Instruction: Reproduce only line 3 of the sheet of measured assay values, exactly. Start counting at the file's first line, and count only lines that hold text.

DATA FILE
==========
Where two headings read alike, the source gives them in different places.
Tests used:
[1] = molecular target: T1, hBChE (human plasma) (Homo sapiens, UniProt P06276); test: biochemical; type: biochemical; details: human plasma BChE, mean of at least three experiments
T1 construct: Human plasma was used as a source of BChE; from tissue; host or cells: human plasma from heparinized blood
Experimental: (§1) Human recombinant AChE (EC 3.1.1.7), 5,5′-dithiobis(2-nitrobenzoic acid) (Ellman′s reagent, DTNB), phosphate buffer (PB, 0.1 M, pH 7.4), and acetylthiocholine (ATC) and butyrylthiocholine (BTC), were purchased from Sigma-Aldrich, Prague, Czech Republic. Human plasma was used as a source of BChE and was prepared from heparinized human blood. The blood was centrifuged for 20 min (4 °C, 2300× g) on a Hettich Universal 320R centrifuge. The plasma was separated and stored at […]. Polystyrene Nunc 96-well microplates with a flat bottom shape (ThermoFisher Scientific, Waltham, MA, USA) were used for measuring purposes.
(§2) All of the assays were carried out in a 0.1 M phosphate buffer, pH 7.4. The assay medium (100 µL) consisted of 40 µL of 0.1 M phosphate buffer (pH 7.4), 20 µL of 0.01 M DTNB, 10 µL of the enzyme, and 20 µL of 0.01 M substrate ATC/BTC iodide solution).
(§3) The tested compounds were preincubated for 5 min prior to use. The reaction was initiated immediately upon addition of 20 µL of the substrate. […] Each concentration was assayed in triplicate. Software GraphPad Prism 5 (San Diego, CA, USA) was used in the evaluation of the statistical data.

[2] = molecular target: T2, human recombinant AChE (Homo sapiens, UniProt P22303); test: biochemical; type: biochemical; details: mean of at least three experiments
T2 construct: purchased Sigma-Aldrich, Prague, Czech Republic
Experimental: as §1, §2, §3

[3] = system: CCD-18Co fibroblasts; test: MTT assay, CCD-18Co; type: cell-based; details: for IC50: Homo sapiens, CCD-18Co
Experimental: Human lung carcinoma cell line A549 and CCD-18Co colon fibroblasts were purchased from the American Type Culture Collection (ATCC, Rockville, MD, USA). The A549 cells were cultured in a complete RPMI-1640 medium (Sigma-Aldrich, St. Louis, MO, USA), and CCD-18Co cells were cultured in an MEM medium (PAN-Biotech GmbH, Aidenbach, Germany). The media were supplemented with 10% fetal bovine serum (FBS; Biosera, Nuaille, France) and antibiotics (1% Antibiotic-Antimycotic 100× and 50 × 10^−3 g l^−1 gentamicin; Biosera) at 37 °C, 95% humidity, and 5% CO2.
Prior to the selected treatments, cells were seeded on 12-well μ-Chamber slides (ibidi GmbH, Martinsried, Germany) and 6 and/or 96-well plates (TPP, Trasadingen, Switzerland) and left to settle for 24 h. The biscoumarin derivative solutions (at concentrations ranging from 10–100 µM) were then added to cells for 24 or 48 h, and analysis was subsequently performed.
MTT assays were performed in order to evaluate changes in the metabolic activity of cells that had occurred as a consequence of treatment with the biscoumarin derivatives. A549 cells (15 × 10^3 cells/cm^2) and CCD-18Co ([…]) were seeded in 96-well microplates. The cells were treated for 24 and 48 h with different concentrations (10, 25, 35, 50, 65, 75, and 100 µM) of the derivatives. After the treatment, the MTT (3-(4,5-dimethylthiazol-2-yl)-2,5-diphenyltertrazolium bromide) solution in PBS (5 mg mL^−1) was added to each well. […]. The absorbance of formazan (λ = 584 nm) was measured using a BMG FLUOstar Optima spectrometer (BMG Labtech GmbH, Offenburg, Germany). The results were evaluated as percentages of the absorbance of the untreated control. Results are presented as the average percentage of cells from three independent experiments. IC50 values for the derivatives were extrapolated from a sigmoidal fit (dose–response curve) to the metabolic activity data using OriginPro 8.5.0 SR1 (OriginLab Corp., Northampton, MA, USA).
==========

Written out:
[1] = molecular target: T1, hBChE (human plasma) (Homo sapiens, UniProt P06276); test: biochemical; type: biochemical; details: human plasma BChE, mean of at least three experiments